Each time I find a new apprentice in these times of trouble, I remember being a girl of twelve, getting close to thirteen. The other lads and maidens my age were already starting to pair off. But I was still taking my little brother and sister to hear the Witch of the Forest of Avalon tell stories on her porch on summer evenings. The old tales always held a fascination for me.
Our town was a peaceful one on the edge of the Forest. In those days, Bertrade was the Witch. Feet or a farm wagon are the only way ordinary people around here travel and the Witch lived within walking distance. We’d gather in her yard in front of the gigantic oak of which her house was part.
A fine place it was, made of wood and stone and with glass windows, which were rare enough as to seem like magic to me. The porch was laid out on the roots and the windows looked out of the trunk.
The front door would open and the Witch, dressed not unlike our mothers, but carrying a long, twisted grey stick would appear and say, “Welcome to the Oak of Avalon.” Then we’d all come up on the porch where lemonade and ginger cookies would suddenly appear on a table. The light ebbed as the telling progressed. At the story’s end, Bertrade would stand and tell us to hurry home and we’d run barefoot through the gathering dark.
She told the old tales, ones I’d heard many times: the brother and sister lost in the forest, the dancing daughters, the scullery maid who’s really a princess, the frightened dragon and the forgetful witch. Bertrade always described that one as “an unusual wicked witch.”
So familiar were those stories and so fine were her tellings that I mostly floated on their surfaces, like you do hearing a favorite song.
But she also told unusual ones. Especially late in the summer when dusk came earlier and the air might have a crisp tang. Some of these were rare and a few were brand new to me. So they caught my full attention, made me wonder.
One evening right at the start she said, “This is a story that the Fairies tell.” We’d heard many of these and they were always about Fairies: wise Fairy godmothers with tricky but wonderful gifts and brave princes and beautiful princesses whom they’d disguised as pigs and toads.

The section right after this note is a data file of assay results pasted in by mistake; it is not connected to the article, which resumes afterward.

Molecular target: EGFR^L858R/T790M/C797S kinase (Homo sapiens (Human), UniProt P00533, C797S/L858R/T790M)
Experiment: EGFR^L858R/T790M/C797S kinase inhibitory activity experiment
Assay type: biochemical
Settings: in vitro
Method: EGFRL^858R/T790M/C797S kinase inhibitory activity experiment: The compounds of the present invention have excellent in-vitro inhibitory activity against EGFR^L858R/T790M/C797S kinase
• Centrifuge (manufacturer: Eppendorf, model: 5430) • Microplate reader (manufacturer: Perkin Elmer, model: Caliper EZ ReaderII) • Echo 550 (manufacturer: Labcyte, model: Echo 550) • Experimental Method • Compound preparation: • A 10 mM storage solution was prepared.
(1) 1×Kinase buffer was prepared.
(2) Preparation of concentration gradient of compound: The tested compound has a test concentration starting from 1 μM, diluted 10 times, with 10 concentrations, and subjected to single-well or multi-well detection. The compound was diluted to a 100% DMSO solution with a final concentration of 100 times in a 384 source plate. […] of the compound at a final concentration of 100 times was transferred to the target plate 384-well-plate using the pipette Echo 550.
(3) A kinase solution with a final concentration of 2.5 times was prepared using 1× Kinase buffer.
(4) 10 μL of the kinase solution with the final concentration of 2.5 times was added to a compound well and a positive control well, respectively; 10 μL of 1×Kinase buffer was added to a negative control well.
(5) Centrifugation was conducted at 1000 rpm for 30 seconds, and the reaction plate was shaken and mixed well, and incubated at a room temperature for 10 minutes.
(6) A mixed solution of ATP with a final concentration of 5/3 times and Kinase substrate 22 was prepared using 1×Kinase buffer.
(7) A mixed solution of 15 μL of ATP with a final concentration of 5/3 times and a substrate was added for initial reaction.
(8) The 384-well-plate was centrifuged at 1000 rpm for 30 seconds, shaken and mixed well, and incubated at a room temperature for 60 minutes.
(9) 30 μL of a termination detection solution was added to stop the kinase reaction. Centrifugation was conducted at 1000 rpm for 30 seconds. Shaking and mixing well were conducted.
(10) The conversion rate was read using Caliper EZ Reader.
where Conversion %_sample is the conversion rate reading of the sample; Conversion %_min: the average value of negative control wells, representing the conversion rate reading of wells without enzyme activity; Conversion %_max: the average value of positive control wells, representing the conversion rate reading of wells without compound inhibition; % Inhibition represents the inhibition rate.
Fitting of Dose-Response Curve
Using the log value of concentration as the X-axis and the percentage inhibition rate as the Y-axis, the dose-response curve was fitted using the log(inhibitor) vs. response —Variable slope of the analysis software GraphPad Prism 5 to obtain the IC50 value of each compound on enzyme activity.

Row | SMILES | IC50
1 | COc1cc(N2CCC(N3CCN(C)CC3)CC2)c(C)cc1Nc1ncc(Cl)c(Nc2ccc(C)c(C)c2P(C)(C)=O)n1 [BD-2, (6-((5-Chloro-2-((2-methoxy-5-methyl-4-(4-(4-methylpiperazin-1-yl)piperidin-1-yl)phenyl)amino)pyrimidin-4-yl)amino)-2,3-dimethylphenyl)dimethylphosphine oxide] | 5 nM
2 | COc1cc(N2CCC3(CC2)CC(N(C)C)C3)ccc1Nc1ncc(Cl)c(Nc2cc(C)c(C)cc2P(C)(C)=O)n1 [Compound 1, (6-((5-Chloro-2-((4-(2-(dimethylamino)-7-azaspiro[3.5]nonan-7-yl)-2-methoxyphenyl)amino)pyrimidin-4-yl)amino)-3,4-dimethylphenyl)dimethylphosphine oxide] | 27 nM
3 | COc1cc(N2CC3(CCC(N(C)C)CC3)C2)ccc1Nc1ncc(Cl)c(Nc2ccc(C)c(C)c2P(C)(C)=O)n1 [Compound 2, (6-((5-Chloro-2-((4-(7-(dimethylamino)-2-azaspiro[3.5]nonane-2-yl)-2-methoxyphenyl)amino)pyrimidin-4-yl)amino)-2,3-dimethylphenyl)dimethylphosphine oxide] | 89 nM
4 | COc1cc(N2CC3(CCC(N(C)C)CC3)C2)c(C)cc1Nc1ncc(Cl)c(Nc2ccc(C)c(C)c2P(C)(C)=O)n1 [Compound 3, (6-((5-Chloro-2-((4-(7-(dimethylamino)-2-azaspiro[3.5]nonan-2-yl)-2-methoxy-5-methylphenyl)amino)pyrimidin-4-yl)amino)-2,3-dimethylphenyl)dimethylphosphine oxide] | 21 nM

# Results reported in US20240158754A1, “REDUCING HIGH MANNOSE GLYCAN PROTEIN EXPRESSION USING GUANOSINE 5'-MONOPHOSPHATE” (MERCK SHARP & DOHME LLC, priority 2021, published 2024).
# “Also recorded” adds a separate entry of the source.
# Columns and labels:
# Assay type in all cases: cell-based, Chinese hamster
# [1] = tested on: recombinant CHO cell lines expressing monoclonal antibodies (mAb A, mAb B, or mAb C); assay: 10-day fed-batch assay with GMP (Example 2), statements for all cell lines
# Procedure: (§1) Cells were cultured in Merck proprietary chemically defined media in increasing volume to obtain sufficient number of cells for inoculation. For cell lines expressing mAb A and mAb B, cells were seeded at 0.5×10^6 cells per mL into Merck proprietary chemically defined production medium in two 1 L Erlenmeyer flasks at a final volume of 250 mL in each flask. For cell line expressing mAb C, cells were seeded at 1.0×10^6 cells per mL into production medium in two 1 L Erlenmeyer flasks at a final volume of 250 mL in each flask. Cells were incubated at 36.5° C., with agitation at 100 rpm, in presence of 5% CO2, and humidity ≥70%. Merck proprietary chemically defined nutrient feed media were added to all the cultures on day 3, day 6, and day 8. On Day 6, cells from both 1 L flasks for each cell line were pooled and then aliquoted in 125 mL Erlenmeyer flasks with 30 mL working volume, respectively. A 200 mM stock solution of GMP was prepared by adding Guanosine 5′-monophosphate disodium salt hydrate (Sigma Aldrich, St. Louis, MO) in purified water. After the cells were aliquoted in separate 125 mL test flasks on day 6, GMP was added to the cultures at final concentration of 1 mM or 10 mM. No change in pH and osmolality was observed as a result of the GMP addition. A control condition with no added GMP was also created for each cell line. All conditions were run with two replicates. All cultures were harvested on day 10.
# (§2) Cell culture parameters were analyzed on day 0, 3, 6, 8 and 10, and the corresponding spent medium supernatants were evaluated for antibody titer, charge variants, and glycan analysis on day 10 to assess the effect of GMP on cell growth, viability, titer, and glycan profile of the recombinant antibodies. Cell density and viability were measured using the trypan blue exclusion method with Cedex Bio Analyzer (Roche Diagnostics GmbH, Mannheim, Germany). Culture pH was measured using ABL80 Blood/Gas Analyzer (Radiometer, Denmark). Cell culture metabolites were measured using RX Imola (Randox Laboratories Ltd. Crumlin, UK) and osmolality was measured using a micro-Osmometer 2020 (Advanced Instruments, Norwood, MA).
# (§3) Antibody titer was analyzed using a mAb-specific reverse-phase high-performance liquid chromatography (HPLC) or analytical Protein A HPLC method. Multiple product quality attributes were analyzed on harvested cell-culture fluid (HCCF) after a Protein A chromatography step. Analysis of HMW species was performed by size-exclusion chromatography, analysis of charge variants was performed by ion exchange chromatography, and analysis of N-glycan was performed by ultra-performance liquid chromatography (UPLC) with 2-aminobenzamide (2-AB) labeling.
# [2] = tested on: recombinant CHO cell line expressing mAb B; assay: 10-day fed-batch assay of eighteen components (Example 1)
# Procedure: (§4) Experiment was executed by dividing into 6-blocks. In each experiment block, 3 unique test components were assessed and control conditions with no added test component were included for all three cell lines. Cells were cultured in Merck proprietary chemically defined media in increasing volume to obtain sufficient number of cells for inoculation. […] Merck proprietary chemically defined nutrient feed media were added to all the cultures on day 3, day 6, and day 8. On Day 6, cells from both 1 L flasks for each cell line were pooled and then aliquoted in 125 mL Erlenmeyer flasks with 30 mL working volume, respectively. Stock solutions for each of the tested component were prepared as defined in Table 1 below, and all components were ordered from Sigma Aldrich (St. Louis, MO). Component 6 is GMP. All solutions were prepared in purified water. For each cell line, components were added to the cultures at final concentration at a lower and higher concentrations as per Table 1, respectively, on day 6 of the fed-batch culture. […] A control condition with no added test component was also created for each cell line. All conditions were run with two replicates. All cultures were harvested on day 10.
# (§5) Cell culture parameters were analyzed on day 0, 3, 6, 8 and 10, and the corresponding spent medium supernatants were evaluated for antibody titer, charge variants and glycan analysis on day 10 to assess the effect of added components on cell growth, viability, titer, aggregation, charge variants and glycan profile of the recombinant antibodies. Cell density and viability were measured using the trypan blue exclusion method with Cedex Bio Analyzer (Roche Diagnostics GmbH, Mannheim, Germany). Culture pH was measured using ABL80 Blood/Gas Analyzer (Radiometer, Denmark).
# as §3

She looked directly at me before announcing the name of a story I’d never heard. “Seven Smiles and Six Frowns,” she said. Then she started.
“One fine morning in early May, into a forest—much like the one in which we find ourselves—came Prince Alaric, eldest son of the King Who Rules.
“He rode a horse with wings and wore a crown, a cloak, a ring, a sword, a fine belt on britches that fit into his boots. Prince Alaric was handsome and well liked by all. He had about him a questing spirit and love of everything that was new and unknown.
“His parents, anxious to make a match, invited every princess in the neighborhood, each lovelier than the next, to balls and fetes. But Alaric was satisfied with none of them.
“On the particular day of this story I tell, Prince Alaric was separated from his companions and found himself alone and deep in woods where he had never traveled before. He had no fear because the Fairy Folk had loved him since he was a child and had given him all manner of presents.
“Bellephron, the winged horse, gift of the Lord of Day, would carry him above the trees. The cloak, a gift of the Lady of Night, would make him invisible to his enemies. The ring given him by the Vizier of Wisdom enabled him to pass through solid walls. The sword from the Knight of Wands would smash the weapons of any foes. The boots from the Messenger of the Winds would carry him a thousand leagues in a single hour. The belt and britches from the Shining Maiden made him stronger than any hundred men.